Who were the earliest mapmakers? What makes the seasons change? What causes violent weather? What exactly is a mineral? What does a geographer do? The National Geographic Almanac of Geography provides an answer for every geographic question, from the history of mapmaking to the migration of people around the world to topics such as environmental hazards and cultural identity.
This comprehensive, illustrated almanac is packed with fascinating information about the entire physical world and its peoples and contains hundreds of photographs, drawings, charts, sidebars, maps, and more.
The book also provides useful information about world population, the spread of religion, the growth of cities, the global economy, and the depletion of natural resources. Looking ahead it asks: How many people can the Earth support? Where will they live? What will they do for a living? What languages will they speak? How will the boundaries of nations change in the 21st century?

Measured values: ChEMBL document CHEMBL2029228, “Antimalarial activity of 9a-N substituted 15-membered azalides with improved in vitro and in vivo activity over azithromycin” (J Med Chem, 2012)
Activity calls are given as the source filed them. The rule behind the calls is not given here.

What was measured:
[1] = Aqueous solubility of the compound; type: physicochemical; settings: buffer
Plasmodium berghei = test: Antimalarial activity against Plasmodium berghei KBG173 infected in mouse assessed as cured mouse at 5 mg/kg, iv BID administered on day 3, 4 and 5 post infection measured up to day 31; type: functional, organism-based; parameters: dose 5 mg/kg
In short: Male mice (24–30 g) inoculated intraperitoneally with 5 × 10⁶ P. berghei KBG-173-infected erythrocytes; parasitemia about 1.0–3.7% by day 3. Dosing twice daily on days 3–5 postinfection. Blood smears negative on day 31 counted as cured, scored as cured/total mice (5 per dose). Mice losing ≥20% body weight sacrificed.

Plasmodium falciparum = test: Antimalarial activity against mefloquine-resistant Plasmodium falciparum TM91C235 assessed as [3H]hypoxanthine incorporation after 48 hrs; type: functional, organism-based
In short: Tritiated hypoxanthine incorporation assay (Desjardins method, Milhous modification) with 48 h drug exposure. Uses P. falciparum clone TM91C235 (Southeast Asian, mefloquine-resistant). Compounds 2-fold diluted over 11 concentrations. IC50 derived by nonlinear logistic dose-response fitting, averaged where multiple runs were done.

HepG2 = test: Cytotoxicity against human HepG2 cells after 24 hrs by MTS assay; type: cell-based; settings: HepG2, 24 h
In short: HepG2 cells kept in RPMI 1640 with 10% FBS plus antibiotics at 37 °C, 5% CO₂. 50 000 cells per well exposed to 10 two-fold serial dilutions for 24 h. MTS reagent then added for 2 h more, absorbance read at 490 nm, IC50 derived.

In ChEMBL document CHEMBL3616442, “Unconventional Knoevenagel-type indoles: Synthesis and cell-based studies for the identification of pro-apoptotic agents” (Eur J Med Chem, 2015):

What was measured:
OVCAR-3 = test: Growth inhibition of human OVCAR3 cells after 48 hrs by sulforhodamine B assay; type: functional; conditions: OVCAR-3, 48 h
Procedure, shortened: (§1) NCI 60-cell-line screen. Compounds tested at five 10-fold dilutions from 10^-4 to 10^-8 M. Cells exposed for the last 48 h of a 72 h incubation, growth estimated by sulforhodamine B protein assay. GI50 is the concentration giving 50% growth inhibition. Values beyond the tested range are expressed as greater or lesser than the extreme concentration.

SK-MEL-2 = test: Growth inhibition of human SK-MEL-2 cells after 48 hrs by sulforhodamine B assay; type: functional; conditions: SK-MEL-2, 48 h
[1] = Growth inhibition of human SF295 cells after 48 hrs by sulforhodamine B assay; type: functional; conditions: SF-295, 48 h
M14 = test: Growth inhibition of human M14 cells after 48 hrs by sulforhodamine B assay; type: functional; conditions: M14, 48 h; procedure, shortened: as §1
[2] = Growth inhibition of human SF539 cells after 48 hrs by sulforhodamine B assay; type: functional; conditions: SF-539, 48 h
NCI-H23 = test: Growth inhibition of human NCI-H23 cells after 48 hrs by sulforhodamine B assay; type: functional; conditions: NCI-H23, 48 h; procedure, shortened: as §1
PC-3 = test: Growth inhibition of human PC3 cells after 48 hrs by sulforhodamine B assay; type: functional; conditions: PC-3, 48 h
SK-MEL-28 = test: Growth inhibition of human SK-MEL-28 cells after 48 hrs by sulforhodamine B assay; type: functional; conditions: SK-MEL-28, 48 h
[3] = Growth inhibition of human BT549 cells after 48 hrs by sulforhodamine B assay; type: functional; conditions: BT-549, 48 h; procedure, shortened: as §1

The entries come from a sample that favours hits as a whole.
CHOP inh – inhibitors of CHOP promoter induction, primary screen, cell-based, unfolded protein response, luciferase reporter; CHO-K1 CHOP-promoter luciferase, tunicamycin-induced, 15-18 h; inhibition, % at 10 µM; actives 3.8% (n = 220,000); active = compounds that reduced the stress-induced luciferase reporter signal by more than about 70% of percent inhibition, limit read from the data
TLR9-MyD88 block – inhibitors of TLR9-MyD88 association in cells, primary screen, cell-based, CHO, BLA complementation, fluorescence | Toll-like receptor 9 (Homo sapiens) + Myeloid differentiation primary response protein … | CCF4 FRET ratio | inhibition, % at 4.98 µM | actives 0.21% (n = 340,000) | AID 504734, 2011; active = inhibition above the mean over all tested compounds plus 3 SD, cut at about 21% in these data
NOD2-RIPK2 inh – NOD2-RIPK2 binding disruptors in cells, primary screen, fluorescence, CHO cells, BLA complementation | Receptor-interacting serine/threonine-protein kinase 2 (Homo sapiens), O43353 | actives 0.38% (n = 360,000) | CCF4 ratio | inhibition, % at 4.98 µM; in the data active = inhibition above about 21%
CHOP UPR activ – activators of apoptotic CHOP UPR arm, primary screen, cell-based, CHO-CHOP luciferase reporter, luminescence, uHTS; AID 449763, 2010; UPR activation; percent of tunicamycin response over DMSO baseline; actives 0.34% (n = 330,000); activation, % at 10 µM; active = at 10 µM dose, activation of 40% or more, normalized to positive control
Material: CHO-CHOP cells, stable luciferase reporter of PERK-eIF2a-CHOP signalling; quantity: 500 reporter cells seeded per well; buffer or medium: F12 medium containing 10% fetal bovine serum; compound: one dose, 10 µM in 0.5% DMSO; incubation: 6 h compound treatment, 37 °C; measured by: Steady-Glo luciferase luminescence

The book includes an extensive flags-and-facts section featuring the flag of every nation in the world, its capital, territories, physical geography, language, economy, and more. It also contains an extensive glossary, lists of sources for further reading, and a complete index.
For this extraordinary book, National Geographic photographer Dave
Yoder spent more than six months in Rome capturing the spirit of the Vatican today, revealing the pontiff's public life and personal crusades as never before.
You won't find dusty topics and long-dead heroes
and villains in the National Geographic History Book . Turn the pages and you'll find documents, letters, journals, telegrams, posters, and artworks that you can literally pull out and examine. See for ...
Atlas of Indian Nations is a comprehensive resource
for those interested in Native American history and culture. Told through maps, photos, art, and archival cartography, this is the story of American Indians that only National Geographic can tell. This illustrated ...